Has there ever been a time in the history of the United States when the size, scope and reach of the Federal Government was not on the increase?

Mike Caplanis (a fan)

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Dear Mike,

Since American history is as much the story of domestic and later foreign expansion as well as domestic policies, you’ve got to evaluate each presidency in its turn in relation to the non-vacuum in which it existed. For example, Thomas Jefferson was for smaller government and less Federal action on principal—in preference to more states’ rights—yet he got the United States involved in war against the Barbary Pirates and stepped out of character to take quick advantage of an offer by Napoleon in the form of the Louisiana Purchase. Among the presidents who managed to shrink government was Andrew Jackson, who paradoxically (some might argue) exerted unprecedented executive power whenever he saw fit. William McKinley was all for the laissez-faire of the Gilded Age, yet he launched the United States on its path to joining the international imperialist powers at the expanse of a declining Spain. And you know about his successor, Theodore Roosevelt.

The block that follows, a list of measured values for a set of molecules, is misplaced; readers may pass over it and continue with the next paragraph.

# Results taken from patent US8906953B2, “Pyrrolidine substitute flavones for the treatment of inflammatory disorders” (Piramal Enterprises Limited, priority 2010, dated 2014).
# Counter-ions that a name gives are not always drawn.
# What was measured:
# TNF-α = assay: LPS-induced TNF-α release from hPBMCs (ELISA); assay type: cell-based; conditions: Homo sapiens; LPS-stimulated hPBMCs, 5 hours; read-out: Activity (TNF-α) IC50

Among the most successful shrinkers of government in the 20th century were the Republican administrations of Warren G. Harding (marred by some of his self-serving cabinet appointments), Calvin Coolidge and Herbert Hoover, although the Depression, followed by World War II, brought an end to that. The Cold War and its worldwide spin-offs would get in the way of Franklin Roosevelt’s successors’ efforts (Ronald Reagan included), leaving the scandal-free Coolidge arguably the “patron saint” of modern believers in small government.



Jon Guttman
Research Director
World History Group
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